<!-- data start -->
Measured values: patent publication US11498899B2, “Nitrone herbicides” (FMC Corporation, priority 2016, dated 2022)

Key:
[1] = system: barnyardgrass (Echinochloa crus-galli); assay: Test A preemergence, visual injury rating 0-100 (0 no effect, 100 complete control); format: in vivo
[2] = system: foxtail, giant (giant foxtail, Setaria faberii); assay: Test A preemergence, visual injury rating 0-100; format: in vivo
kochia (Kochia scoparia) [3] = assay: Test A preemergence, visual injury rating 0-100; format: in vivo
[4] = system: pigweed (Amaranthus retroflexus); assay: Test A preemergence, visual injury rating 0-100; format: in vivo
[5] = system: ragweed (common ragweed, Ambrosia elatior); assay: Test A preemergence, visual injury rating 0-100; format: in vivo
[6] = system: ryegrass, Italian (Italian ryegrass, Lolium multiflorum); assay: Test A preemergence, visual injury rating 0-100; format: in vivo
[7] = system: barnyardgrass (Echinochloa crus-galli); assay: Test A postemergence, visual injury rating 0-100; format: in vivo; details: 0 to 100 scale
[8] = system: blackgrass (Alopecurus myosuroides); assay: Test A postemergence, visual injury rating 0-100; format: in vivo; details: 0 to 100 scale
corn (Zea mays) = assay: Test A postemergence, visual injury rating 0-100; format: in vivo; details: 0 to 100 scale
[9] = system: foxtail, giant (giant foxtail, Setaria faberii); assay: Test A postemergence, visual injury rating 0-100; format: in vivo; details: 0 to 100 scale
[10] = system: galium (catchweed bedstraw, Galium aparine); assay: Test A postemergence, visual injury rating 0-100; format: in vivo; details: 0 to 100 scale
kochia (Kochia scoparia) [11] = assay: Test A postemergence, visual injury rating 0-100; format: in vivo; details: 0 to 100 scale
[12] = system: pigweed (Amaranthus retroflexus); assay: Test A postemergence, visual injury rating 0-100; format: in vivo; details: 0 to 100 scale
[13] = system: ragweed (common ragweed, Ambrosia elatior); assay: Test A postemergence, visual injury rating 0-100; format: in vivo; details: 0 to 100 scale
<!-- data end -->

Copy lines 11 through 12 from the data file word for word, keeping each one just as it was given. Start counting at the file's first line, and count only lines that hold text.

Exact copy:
corn (Zea mays) = assay: Test A postemergence, visual injury rating 0-100; format: in vivo; details: 0 to 100 scale
[9] = system: foxtail, giant (giant foxtail, Setaria faberii); assay: Test A postemergence, visual injury rating 0-100; format: in vivo; details: 0 to 100 scale